Guns do kill people. One argument I’ve heard is that blaming guns for killing people is no different than blaming cars for an accident that kills someone when a driver is drunk. But it’s amazingly different. A car is designed to transport people safely. Congress continues to pass laws requiring even more safety measures. Car manufacturers are doing many things, like accident avoidance features, to protect drivers and pedestrians both. So, when a car functions properly, everyone arrives safely. When a gun functions properly, someone dies. So no, it isn’t a reasonable analogy. Here’s a reasonable analogy, though. My smartphone won’t function without my fingerprint. Make guns the same way.

My reason for caring about this is that I am pro-life. In all aspects. I want babies to be born. I want old people like me to die while breathing their last natural breath. I want death row prisoners to live out their days in a cell rather than have their lives taken by the state. And I want children to come home and do their homework rather than be murdered at school.

I’m not a political guy. But this issue should transcend party lines. It’s not a “heart issue.” It’s not a “sin issue.” It’s a campaign finance issue. That’s the law that needs to change. The NRA owns both parties. They spread their money around to everyone. They are in every politician’s pocket and their brooding influence hovers over ever gun control vote. They produce a bumper sticker that says “I’m an NRA member and I vote.” It should say “we’re the NRA and we buy Senators.”

So, let’s show each other a little respect. Let’s agree that whether we want guns or don’t want them, we all want people to live. Something has to be done. Together we can do it. Let’s start a dialog built upon respect. We can make guns safer, We can make laws stricter. And we can certainly repeal an amendment. We’ve done that before.

But in the meantime, if your reasoning can be summed up on a bumper sticker or a meme, you probably need to sit down and think it over some more. And, ask yourself if maybe it isn’t the issue so much as it is that you don’t like the people on the other side.

Thanks for reading this. Whether you liked it or hated it, please feel free to comment. And share! Always share!

Love Wins, Rabbit Holes, and Swimming The Tiber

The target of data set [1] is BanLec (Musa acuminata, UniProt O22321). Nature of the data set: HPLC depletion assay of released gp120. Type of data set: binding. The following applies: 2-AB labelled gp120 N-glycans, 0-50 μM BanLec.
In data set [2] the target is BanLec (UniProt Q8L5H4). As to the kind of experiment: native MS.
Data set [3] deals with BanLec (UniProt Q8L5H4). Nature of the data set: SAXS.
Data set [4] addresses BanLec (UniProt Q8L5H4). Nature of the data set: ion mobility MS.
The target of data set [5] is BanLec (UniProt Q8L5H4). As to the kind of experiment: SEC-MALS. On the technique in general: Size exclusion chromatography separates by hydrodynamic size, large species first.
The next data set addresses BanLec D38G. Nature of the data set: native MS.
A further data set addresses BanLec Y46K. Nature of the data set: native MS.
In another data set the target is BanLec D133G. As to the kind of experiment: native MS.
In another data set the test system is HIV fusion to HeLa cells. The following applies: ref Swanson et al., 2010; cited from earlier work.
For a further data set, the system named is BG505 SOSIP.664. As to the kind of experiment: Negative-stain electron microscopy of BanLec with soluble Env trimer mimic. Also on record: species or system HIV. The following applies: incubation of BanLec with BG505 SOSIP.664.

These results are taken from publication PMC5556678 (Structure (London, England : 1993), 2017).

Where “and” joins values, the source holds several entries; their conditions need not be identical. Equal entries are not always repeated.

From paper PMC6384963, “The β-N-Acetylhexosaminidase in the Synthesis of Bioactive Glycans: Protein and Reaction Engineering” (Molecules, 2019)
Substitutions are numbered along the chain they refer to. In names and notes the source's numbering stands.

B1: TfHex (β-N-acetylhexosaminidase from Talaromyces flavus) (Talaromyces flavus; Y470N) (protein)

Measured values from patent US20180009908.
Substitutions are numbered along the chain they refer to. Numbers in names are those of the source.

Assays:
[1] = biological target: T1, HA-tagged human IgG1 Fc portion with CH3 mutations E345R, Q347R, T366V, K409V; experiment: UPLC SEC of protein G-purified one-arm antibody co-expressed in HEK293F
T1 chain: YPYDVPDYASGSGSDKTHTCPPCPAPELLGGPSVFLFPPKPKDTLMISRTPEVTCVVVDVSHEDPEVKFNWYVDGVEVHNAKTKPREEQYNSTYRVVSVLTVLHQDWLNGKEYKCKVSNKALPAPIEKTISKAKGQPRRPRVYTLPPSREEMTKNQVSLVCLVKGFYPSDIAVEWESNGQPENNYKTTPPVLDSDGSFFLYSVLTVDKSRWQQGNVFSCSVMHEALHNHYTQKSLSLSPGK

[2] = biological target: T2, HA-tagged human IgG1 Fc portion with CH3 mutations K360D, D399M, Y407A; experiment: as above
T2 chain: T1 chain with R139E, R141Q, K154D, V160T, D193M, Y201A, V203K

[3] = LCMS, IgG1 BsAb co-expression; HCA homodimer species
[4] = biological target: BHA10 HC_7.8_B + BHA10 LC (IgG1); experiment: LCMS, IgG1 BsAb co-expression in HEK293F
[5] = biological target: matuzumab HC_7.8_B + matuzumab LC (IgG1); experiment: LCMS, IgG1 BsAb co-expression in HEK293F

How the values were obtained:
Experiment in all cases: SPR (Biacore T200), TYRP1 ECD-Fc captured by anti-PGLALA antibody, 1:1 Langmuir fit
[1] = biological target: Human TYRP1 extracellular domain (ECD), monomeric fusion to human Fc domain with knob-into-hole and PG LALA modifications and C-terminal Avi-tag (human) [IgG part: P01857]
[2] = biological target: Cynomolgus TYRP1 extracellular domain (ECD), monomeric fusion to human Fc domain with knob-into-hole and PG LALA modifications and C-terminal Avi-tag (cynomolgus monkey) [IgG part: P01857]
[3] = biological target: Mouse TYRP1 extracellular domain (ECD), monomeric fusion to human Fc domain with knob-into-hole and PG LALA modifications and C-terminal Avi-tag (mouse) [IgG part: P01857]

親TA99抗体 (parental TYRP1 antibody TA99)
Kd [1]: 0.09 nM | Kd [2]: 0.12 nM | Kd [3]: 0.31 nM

by Ross Decker Sr

“I almost wish I hadn’t gone down that rabbit-hole—and yet—and yet—it’s rather curious, you know, this sort of life!”
Lewis Carroll, Alice in Wonderland

Some time ago, when I first met Hugh Hollowell, he warned me that if I ever saw the poor, if I ever really saw the poor and marginalized, it would be like going down Alice’s rabbit hole. Once I did, he warned, I could never come back.

I had the great good fortune of having coffee with  Hugh while he was in town recently. Hugh is the founder and director for a ministry to the homeless, Love Wins. We spent a good hour together which, for me, seemed like five minutes.

Some years ago he was an anonymous voice on Twitter. A Mennonite pastor to a homeless congregation. I really couldn’t grasp how that worked, at first, and I read his tweets with great interest. So, when Hugh tweeted that he was coming to New York for a ministry conference and he needed a place to stay, Liz and I were in. We wanted him to stay with us. We made the offer, he strung us along until he realized no one else would offer and a friendship was born.

We were attending a pretty conservative Evangelical church and we met in a “small group” at the time. Small groups were valued in this church because of their obvious ability to provide pastoral care without the pastor having to care. (Just because I’m cynical it doesn’t mean I’m wrong). Not one of our church friends could believe that we would do such a “crazy” thing. But, we knew Hugh was liked by another person we knew only from Twitter, so what could go wrong? It would be like the Book of Acts, where you let people stay with you based solely on the promise they were preachers.